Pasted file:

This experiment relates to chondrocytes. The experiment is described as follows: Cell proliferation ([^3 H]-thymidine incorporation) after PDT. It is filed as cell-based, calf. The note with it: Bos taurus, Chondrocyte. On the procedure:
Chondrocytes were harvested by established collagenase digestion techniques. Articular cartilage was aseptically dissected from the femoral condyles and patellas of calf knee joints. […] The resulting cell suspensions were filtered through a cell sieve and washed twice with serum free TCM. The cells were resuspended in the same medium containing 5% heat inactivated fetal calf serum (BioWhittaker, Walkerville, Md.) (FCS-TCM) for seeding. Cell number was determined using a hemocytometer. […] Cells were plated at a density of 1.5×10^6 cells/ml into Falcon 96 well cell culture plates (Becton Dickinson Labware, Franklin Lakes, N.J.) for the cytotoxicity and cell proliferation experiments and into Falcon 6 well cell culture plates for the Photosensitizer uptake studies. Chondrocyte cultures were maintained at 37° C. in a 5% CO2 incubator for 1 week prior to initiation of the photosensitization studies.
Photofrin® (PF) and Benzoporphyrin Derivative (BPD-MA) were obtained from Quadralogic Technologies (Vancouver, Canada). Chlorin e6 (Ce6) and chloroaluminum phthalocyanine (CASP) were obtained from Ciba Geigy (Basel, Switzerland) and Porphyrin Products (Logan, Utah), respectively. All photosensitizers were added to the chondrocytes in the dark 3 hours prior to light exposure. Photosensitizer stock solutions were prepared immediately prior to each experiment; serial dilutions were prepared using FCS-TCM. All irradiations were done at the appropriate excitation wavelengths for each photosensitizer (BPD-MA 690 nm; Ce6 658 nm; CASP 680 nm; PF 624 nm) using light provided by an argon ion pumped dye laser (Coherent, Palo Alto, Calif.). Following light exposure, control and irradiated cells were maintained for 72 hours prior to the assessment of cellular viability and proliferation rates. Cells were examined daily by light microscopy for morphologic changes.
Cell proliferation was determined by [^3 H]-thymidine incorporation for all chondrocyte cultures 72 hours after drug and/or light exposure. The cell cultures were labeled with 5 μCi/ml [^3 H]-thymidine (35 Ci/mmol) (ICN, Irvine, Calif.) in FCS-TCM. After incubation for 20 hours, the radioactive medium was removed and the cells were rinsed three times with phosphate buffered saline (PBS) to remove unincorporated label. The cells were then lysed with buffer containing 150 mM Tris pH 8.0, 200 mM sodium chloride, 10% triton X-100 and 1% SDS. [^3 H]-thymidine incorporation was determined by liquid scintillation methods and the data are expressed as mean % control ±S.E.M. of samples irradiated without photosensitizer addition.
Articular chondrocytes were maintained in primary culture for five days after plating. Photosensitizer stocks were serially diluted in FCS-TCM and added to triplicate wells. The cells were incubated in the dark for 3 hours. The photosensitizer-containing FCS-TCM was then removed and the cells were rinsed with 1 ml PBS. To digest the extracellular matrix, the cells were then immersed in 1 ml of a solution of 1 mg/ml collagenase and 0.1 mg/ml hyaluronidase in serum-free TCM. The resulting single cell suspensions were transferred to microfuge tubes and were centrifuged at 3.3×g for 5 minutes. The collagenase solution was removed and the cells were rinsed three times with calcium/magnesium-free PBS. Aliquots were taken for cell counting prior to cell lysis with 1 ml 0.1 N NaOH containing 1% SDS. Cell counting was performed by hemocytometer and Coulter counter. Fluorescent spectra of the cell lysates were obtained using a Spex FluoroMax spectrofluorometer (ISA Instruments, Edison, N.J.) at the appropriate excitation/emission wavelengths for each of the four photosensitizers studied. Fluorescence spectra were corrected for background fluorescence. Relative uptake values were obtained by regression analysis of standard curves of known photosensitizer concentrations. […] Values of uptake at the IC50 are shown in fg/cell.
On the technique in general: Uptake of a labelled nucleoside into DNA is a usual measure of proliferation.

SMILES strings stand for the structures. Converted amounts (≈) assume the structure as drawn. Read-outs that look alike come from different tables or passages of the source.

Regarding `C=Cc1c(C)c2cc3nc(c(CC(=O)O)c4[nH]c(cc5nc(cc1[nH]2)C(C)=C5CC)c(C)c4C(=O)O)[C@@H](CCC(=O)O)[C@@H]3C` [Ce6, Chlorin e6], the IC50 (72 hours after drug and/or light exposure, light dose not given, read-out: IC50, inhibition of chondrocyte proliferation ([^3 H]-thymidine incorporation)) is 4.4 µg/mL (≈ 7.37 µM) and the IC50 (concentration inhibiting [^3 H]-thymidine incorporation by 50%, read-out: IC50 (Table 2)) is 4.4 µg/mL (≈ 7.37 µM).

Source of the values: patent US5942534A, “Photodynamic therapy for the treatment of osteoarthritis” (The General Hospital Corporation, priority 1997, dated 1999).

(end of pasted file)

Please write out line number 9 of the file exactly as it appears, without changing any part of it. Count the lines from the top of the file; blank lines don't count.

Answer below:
Source of the values: patent US5942534A, “Photodynamic therapy for the treatment of osteoarthritis” (The General Hospital Corporation, priority 1997, dated 1999).